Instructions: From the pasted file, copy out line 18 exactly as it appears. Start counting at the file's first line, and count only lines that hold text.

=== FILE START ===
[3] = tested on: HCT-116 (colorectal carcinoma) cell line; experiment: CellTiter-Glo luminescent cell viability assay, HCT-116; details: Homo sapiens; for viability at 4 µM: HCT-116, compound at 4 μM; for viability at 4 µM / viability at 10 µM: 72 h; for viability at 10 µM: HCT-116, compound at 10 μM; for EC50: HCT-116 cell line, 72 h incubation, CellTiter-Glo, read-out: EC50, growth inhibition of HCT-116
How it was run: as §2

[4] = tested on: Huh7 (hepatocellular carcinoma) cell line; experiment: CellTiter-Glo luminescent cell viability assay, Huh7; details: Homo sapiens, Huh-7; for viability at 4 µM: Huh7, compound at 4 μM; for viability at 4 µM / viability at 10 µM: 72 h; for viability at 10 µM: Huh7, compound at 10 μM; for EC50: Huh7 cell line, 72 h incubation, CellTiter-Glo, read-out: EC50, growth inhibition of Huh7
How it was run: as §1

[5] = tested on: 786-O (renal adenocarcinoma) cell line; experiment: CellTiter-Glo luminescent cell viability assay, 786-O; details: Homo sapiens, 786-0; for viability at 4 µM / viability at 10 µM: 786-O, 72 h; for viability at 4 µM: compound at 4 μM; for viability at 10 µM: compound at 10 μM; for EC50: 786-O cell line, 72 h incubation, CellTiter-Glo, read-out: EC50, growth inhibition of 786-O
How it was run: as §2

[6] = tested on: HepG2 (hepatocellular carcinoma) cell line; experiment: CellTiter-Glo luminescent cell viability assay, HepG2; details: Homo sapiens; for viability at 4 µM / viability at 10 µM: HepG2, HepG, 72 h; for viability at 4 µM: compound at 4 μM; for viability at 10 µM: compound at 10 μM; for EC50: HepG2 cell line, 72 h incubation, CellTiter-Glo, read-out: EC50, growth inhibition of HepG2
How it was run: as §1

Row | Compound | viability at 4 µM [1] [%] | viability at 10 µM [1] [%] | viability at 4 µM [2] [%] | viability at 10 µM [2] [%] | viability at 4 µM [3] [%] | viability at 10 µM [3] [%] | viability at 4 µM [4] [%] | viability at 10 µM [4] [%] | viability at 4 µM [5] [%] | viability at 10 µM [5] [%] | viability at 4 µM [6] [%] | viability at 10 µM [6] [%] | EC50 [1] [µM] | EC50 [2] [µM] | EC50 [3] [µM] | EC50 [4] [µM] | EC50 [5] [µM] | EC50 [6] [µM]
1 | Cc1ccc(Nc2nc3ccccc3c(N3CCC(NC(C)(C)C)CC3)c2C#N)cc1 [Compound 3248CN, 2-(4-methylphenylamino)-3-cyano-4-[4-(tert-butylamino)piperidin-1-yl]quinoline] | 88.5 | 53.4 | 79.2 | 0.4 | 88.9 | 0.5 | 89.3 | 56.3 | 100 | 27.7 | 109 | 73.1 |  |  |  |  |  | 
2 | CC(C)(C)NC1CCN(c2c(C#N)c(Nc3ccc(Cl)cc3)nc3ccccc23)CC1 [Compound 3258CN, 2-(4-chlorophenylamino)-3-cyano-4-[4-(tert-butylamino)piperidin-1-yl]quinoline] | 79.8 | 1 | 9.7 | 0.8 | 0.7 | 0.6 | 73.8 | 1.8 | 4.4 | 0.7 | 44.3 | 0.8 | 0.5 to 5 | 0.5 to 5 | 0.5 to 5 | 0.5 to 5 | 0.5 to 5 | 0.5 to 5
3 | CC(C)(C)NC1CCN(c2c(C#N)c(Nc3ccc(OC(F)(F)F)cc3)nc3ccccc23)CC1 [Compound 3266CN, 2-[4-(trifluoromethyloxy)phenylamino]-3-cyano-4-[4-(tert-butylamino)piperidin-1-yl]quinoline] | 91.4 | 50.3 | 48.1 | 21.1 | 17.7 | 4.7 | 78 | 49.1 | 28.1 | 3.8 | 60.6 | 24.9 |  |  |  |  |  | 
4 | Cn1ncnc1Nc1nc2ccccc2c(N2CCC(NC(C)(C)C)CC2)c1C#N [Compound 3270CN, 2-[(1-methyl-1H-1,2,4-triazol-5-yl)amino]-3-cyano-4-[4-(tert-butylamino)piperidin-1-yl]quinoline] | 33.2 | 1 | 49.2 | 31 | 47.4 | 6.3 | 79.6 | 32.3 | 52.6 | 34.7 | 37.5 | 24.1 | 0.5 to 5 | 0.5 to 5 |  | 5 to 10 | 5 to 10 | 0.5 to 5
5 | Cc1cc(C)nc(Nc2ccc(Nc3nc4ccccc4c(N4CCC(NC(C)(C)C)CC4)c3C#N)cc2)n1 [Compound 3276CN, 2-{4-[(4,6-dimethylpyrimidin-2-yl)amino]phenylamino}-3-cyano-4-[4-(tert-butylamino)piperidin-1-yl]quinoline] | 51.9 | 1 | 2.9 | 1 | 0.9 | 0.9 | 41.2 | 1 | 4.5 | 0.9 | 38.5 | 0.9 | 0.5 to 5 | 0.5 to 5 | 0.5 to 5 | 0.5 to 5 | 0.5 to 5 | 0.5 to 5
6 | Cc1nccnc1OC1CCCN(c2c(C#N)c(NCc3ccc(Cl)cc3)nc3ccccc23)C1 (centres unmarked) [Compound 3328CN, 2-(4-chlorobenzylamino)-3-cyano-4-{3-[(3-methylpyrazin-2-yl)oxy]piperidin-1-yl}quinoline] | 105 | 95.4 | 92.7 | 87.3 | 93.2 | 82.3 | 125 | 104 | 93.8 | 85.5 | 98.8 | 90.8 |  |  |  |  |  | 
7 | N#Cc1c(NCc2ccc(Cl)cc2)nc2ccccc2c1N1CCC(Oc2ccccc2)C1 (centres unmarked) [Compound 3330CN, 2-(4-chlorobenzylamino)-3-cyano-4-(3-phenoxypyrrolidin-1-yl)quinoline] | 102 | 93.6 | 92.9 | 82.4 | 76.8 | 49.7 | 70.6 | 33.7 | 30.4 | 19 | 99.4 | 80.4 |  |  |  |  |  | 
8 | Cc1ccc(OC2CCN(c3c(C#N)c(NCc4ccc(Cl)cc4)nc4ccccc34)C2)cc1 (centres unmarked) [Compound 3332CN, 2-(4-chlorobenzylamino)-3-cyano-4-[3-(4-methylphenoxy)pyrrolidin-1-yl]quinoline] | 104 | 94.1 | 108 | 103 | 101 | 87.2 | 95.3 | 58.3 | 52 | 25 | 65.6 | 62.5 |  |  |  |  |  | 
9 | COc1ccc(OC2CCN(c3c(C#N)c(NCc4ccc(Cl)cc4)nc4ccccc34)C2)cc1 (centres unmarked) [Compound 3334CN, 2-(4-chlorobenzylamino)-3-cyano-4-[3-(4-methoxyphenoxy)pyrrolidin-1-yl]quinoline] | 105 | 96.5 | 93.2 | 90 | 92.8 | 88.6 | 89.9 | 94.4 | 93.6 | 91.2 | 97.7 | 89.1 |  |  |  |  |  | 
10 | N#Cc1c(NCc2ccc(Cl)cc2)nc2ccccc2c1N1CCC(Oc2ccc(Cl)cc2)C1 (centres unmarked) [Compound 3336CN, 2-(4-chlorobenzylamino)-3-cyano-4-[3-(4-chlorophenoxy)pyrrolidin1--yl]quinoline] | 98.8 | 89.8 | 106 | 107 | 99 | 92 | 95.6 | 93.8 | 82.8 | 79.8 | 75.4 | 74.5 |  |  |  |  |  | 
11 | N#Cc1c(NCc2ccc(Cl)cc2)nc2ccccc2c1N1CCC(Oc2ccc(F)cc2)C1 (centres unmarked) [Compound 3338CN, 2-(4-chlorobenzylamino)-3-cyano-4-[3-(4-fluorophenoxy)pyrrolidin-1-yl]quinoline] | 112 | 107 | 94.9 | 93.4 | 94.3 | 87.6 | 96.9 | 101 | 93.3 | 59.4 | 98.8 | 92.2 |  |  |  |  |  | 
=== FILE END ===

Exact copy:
9 | COc1ccc(OC2CCN(c3c(C#N)c(NCc4ccc(Cl)cc4)nc4ccccc34)C2)cc1 (centres unmarked) [Compound 3334CN, 2-(4-chlorobenzylamino)-3-cyano-4-[3-(4-methoxyphenoxy)pyrrolidin-1-yl]quinoline] | 105 | 96.5 | 93.2 | 90 | 92.8 | 88.6 | 89.9 | 94.4 | 93.6 | 91.2 | 97.7 | 89.1 |  |  |  |  |  | 